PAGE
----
In an opinion piece for the pan-Arab newspaper Asharq al Awsat, the columnist Salah al Qallab analysed the causes that triggered recent clashes in a number of cities and villages across Jordan.
Violence also affected public universities, including the well-established University of Jordan, which might turn Jordan into a site of serious social violence.
This is due to several reasons. First, Jordan has endured demographic transformation due to massive migration, which has put pressure on scarce domestic resources. Thousands have moved from rural areas to cities, while the country hosts half a million Iraqis and a similar number of Egyptians. The increasing urban population and expansion of cities at the expense of villages have destabilised a long-standing system of values and introduced new ones.
Second, a short-sighted understanding of the true meaning of democracy among the public is also to blame. Some think that freedoms granted by laws reflect rather the weakness of the state, and thus they dare to challenge its authority by attacking security forces and assaulting public property.
Those holding this narrow-minded view represent a marginal minority among Jordanian youth, but they are visible through their violent acts in various cities and academic institutions.
The Arabic language is vital to identity
It has been reported recently that a fine of Dh10,000 will be imposed on hotels and restaurants which fail to use Arabic in dealing with customers, noted Dr Fatima al Briki in an opinion article for the UAE newspaper Al Bayan.
"I do not know whether this decision is a good one or not, but I shall look at it from the bright side. Highlighting Arabic language is a recognition of its role in confirming our idenity, even though this is a late move."
But is it enough to sanction restaurants and hotels so that people realise the importance of valuing their mother tongue, while there are other places where Arabic is still marginalised?
"This question leads me to ask whether government departments use correct Arabic. Although the UAE has adopted Arabic as its official language, some administrative documents are often mired in grammatical and spelling mistakes in addition to stylistic defects."
This is due to lack of a mastery of Arabic and also of English in case of translation. Facing with badly written documents in Arabic, users shift to read the English version instead.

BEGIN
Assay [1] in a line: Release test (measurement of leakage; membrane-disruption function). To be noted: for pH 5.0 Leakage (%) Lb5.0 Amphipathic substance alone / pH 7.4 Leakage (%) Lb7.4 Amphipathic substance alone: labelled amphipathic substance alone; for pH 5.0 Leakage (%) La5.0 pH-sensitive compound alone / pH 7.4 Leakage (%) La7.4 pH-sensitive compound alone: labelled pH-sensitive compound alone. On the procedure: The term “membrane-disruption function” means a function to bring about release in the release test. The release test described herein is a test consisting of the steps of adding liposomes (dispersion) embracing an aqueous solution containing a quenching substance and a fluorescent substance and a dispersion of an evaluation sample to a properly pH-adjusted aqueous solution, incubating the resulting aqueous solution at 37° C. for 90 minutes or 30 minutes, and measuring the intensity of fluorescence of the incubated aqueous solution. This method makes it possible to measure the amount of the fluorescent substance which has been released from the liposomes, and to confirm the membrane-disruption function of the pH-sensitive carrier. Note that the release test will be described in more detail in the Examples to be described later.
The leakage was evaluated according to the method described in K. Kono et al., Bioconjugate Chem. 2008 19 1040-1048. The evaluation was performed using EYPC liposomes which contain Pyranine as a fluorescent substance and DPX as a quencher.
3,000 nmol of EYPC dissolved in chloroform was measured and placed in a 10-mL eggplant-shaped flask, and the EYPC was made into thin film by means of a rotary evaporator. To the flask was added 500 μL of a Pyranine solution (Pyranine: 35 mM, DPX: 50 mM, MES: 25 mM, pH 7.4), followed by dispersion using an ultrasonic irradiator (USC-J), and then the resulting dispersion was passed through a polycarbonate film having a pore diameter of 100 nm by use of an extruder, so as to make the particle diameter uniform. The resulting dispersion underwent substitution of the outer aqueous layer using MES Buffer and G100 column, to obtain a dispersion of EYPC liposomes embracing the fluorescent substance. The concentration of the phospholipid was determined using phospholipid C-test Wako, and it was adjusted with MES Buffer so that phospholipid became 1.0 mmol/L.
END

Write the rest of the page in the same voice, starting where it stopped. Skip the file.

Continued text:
While the sovereign decisions have assertively encouraged the use of Arabic and its promotion across all fields of government communication activities, intellectuals and thinkers should assume also their role in developing the use of Arabic, being a national identity symbol.
Lebanon prepares for a leap into the unknown
Politically and constitutionally speaking, it was clear from the start that the resignation of ministers from the Lebanese cabinet was nothing but a leap into the unknown, observed the columnist Rajeh al Khouri in the Lebanese daily Annahar.
The decision to resign seemed like a last-minute race with the Special Tribunal for Lebanon's (STL) indictments expected to be published by next week. The opposition opted to resign from the government before indictments were made public, regardless of their content.
However, the fact remains that despite pressure to obstruct their issuance, the indictments will be published and the STL will take its course.
But what would such resignations achieve? If the aim was to disable the Lebanese government, it has already been dysfunctional for some time. If the objective was to have no executive authority to coordinate and cooperate with the tribunal, it is common knowledge that the government wouldn't have been able to bring suspects to justice, especially if they were members of Hizbollah. If the goal was to form a new cabinet that could achieve what its predecessor refused to do, that would be unlikely since it would be quite difficult to form any new government that doesn't include Mr Hariri and March 14 representatives.
The STL will not stop and the indictments will be published.
Palestinians need a new strategy
Has the Israeli-Palestinian political negotiation course collapsed definitively? asked the columnist Hussam Kanafani in the Emirati daily Al Khaleej.
It is the question in Palestine now, especially following the US failure to revive talks, whether direct or indirect, with the Netanyahu government.
The situation hasn't changed today. The US door is still closed to the Palestinians and its protective shield over Israel is still as strong as ever despite apparent tensions between the US president and the Israeli prime minister. In the end, US politics are governed by continuity and can't be subject to the whims of presidents or administrations.
Palestinians should keep this fact in mind, especially as they observe the collapse of the Lebanese compromise or what was known recently as the Saudi-Syrian understanding.
Palestinians are taking notes that might diverge with the current strategy of international assistance that the Palestinian Authority president Mahmoud Abbas is using. It is a strategy that would definitely fail unless it receives US blessing. All the international recognitions of an independent Palestinian state would not stand ground to a US veto at the UN Security Council.
Mr Abbas had better devise an alternative strategy.
Digest compiled by the Translation Desk